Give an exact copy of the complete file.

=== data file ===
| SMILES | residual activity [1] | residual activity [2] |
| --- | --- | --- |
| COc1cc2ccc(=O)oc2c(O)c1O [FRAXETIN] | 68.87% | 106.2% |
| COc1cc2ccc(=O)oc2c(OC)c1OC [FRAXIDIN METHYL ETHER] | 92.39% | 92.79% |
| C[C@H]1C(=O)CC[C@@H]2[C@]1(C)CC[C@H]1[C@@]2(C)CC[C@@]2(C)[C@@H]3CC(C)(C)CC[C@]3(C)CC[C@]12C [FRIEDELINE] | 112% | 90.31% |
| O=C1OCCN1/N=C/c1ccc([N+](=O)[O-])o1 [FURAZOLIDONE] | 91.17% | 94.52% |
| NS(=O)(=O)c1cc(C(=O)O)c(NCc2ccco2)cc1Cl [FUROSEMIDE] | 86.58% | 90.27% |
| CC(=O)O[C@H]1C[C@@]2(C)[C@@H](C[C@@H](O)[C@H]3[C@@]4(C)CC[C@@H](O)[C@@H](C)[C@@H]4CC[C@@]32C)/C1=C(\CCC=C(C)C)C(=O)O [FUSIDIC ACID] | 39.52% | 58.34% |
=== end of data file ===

| SMILES | residual activity [1] | residual activity [2] |
| --- | --- | --- |
| COc1cc2ccc(=O)oc2c(O)c1O [FRAXETIN] | 68.87% | 106.2% |
| COc1cc2ccc(=O)oc2c(OC)c1OC [FRAXIDIN METHYL ETHER] | 92.39% | 92.79% |
| C[C@H]1C(=O)CC[C@@H]2[C@]1(C)CC[C@H]1[C@@]2(C)CC[C@@]2(C)[C@@H]3CC(C)(C)CC[C@]3(C)CC[C@]12C [FRIEDELINE] | 112% | 90.31% |
| O=C1OCCN1/N=C/c1ccc([N+](=O)[O-])o1 [FURAZOLIDONE] | 91.17% | 94.52% |
| NS(=O)(=O)c1cc(C(=O)O)c(NCc2ccco2)cc1Cl [FUROSEMIDE] | 86.58% | 90.27% |
| CC(=O)O[C@H]1C[C@@]2(C)[C@@H](C[C@@H](O)[C@H]3[C@@]4(C)CC[C@@H](O)[C@@H](C)[C@@H]4CC[C@@]32C)/C1=C(\CCC=C(C)C)C(=O)O [FUSIDIC ACID] | 39.52% | 58.34% |